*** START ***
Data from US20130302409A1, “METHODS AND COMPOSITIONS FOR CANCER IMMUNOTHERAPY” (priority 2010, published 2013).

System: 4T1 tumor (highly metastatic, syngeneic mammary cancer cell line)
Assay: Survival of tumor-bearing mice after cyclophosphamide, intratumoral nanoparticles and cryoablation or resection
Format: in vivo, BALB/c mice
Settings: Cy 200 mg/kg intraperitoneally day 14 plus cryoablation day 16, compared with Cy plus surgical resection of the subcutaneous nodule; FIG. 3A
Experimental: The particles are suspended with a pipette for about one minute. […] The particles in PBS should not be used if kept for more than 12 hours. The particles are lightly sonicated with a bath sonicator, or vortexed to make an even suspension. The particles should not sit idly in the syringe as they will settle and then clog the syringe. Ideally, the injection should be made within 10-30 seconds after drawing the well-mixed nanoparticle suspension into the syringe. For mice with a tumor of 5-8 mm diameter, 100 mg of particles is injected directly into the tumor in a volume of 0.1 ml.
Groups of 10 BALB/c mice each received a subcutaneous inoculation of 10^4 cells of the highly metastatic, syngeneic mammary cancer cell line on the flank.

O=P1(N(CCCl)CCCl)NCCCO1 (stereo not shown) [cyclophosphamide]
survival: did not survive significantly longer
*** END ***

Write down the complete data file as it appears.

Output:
Data from US20130302409A1, “METHODS AND COMPOSITIONS FOR CANCER IMMUNOTHERAPY” (priority 2010, published 2013).

System: 4T1 tumor (highly metastatic, syngeneic mammary cancer cell line)
Assay: Survival of tumor-bearing mice after cyclophosphamide, intratumoral nanoparticles and cryoablation or resection
Format: in vivo, BALB/c mice
Settings: Cy 200 mg/kg intraperitoneally day 14 plus cryoablation day 16, compared with Cy plus surgical resection of the subcutaneous nodule; FIG. 3A
Experimental: The particles are suspended with a pipette for about one minute. […] The particles in PBS should not be used if kept for more than 12 hours. The particles are lightly sonicated with a bath sonicator, or vortexed to make an even suspension. The particles should not sit idly in the syringe as they will settle and then clog the syringe. Ideally, the injection should be made within 10-30 seconds after drawing the well-mixed nanoparticle suspension into the syringe. For mice with a tumor of 5-8 mm diameter, 100 mg of particles is injected directly into the tumor in a volume of 0.1 ml.
Groups of 10 BALB/c mice each received a subcutaneous inoculation of 10^4 cells of the highly metastatic, syngeneic mammary cancer cell line on the flank.

O=P1(N(CCCl)CCCl)NCCCO1 (stereo not shown) [cyclophosphamide]
survival: did not survive significantly longer